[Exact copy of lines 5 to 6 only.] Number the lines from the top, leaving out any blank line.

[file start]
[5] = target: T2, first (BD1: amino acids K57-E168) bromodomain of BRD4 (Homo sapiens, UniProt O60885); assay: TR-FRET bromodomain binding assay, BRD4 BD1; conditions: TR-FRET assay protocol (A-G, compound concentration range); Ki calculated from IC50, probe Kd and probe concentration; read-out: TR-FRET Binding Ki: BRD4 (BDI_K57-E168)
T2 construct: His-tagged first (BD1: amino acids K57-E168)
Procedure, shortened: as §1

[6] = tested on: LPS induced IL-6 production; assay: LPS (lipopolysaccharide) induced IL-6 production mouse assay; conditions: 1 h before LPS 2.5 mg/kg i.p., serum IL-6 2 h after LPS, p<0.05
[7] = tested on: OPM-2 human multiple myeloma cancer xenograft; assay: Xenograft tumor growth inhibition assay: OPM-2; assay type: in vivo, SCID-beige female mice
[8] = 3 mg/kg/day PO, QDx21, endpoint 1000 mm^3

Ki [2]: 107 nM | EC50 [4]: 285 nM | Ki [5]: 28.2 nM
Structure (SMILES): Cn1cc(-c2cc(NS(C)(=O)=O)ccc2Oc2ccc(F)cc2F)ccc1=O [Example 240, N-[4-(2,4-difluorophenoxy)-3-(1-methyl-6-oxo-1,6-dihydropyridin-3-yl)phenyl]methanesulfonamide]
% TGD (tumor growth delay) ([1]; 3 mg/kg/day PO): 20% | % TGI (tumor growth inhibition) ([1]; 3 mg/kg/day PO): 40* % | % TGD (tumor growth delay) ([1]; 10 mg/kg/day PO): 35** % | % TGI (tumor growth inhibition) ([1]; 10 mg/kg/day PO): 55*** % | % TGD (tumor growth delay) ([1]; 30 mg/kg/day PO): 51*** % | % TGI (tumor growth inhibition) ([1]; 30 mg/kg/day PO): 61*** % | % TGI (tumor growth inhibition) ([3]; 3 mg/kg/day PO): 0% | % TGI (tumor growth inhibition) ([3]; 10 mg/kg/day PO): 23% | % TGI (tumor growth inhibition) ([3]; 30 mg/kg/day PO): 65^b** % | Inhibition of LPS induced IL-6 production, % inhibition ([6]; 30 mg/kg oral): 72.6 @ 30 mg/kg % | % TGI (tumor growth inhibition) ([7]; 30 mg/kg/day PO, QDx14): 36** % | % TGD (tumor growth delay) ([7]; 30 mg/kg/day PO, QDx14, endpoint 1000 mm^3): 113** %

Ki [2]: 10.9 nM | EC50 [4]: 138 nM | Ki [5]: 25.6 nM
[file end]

[7] = tested on: OPM-2 human multiple myeloma cancer xenograft; assay: Xenograft tumor growth inhibition assay: OPM-2; assay type: in vivo, SCID-beige female mice
[8] = 3 mg/kg/day PO, QDx21, endpoint 1000 mm^3